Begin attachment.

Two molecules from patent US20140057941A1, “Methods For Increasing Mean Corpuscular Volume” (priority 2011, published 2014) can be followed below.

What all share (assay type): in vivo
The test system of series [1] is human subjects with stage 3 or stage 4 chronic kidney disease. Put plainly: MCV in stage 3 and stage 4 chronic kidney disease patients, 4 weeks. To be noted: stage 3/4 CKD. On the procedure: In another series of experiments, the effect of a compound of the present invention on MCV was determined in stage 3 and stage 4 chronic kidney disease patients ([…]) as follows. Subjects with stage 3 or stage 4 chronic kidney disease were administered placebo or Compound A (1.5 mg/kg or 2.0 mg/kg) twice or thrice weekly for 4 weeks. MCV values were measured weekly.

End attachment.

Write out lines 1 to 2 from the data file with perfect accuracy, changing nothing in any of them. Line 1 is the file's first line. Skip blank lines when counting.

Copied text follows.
Two molecules from patent US20140057941A1, “Methods For Increasing Mean Corpuscular Volume” (priority 2011, published 2014) can be followed below.

What all share (assay type): in vivo